Feline Leukemia and Feline Immunodeficiency Virus Test
These viruses are prevalent and represent a major health risk to your kitten as well as other cats. We recommend that your kitten be screened for these diseases during his or her first exam. By performing this test at this time, we can guarantee that your new family member is free of these life-threatening diseases. Equally important, if your kitten eventually will be an indoor/outdoor cat, s/he will not be a source of infection to other cats in your household or your neighborhood. Please see the Feline Leukemia and Feline Immunodeficiency Virus handouts for more details.
FVRCP: All kittens should receive a series of FVRCP vaccines. (Feline Rhinotracheitis, Panleukopenia and Calici Virus) These are given typically at 8, 12, and 16 weeks of age. A booster vaccine is given one year later and then given every 3 years thereafter.
Rabies: A Rabies Vaccine is given at 12-16 weeks of age. This vaccination is repeated in one year. We administer a yearly feline-only Purevax Rabies Vaccine that is formulated to eliminate the risk of vaccine-related sarcomas. A 3-year Rabies Vaccine is also available for adult cats. Rabies vaccinations are required by law
Feline Leukemia: If your kitten may be an indoor/outdoor cat, a series of two Feline Leukemia Vaccines is recommended between 8 and 16 weeks of age. This vaccination is repeated annually and always can be discontinued if your cat, with age, becomes an indoor only pet.
*FIV: There is a vaccine available for Feline Immunodeficiency Virus (FIV). To date, this vaccine has not yet been proven to be highly effective, and we are not recommending the FIV vaccine at this time.
Spaying and Neutering
An ovariohysterectomy (spay) or castration (neuter) is recommended at about 5 to 6 months of age. Spaying prevents mammary cancer and pyometra (an infected uterus) in your aging female cat. Neutering a male cat will lessen the chance of urine marking (spraying) in the house. Also, as responsible pet owners, you will help decrease the numbers of stray and feral cat colonies.
We can microchip your kitten or cat by injecting a microchip with a permanent identification number underneath the skin between the shoulder blades. This will stay with your pet for its entire life and can be used to safely return your pet to you if they should go astray. It is easiest to inject the microchip while your cat is under anesthesia during the spay or neuter surgery, but we can do it anytime.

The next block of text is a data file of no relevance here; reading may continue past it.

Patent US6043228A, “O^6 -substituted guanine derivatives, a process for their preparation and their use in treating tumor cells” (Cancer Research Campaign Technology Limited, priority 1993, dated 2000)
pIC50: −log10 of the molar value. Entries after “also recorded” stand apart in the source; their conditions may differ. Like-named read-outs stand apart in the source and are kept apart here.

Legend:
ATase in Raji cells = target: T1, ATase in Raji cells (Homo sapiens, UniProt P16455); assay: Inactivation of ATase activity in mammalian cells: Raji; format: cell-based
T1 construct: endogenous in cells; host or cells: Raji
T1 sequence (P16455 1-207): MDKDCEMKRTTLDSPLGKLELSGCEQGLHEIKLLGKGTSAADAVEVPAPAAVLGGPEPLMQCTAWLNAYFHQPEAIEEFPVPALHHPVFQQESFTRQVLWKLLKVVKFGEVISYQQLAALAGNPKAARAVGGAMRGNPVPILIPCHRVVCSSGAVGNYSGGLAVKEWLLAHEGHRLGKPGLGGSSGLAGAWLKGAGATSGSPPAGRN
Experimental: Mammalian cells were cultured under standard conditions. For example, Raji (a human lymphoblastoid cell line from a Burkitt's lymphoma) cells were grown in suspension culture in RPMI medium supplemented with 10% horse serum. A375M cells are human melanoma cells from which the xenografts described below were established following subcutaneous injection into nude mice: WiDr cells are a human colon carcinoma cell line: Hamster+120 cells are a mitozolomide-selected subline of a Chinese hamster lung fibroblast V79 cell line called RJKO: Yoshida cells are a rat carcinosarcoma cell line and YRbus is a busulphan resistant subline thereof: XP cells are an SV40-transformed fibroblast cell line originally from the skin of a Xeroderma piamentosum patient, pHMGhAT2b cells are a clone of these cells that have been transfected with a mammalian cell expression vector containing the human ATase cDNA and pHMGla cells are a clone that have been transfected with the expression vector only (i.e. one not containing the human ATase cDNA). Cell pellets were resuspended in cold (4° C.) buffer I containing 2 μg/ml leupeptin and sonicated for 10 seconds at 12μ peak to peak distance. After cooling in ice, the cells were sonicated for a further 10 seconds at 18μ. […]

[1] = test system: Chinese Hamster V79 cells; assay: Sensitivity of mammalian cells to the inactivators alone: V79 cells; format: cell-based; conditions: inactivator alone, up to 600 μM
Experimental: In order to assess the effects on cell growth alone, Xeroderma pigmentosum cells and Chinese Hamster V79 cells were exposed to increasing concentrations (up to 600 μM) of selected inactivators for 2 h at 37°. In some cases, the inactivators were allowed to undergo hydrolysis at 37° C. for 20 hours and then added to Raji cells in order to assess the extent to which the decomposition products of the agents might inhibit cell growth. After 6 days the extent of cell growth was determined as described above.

Fewer than 5% of cats in animal shelters are ever reunited with their owners. Collars with identifications tags are also a good first step but can be lost or fall off. We recommend microchips.
Intestinal parasites, including roundworms, hookworms, coccidia, whipworms, tapeworms and giardia, are a very common problem among kittens and indoor/outdoor cats. Worms and parasites may cause diarrhea or vomiting. Kittens are infected with intestinal parasites while they are in their mother’s womb or while they are nursing. Adult indoor/outdoor cats are at risk for getting parasites through flea bites and by snacking on what they hunt. We recommend that a fresh fecal sample be checked for the presence of parasites during your first and second kitten visit and then at least yearly. Some intestinal parasites can be zoonotic (passed to humans). Clean the litter box daily and wash your hands afterwards.
The most commonly found external parasites in this area are fleas and ticks. There are a variety of products available for flea and tick control, including Revolution, Revolution Plus and Bravecto for cats. We will help you decide which one will be the best to use on your kitten or cat.
Flea prevention in cats can help to prevent Feline Infectious Anemia, a bacterial infection transmitted by fleas that can be life threatening for cats. Cats can also become infected with the bacteria that causes Lyme disease from deer ticks, but they rarely develop any symptoms of the disease.
Never use a product on a cat that is intended solely for use in dogs. Permethrins in canine products can be FATAL to cats. Never use a dog product on your cat!
Feeding and Nutrition
We recommend that you feed a high quality kitten food (Growth Formula) for the first 6 months to 1 year of your kitten’s life. We can suggest some brands of high-quality kitten and cat foods if you are having trouble picking a food for your pet. For a kitten, the food should be fed free-choice rather than on a strict feeding schedule. Adult cats should eat wet food (as well as dry if desired) and will need to have measured amounts to prevent obesity. Food puzzles for cats and kittens are an excellent way for cats to play while they eat – this can help with weight control for older indoor cats and provide mental stimulation.
When cats are socialized with humans as young kittens, they are more social as adults. Holding and handling your kitten gently as well as playing will help your kitten to learn to be social. Cats and kittens are natural hunters and require opportunities to play and “capture” their prey. Interactive play with wands and other toys at least 12 inches away from hands and feet help to teach kittens to play without biting and scratching. Never use your hands as toys. Additionally, kittens can be encouraged and trained to use a scratching post rather than damaging rugs and furniture.
Cats and kittens also require safe places to relax in their home such as a cat tree, cardboard box or window bench. Cats should have easy access to environmental resources like their litterbox, scratching areas and food, without feeling chased or worried by other pets or family members.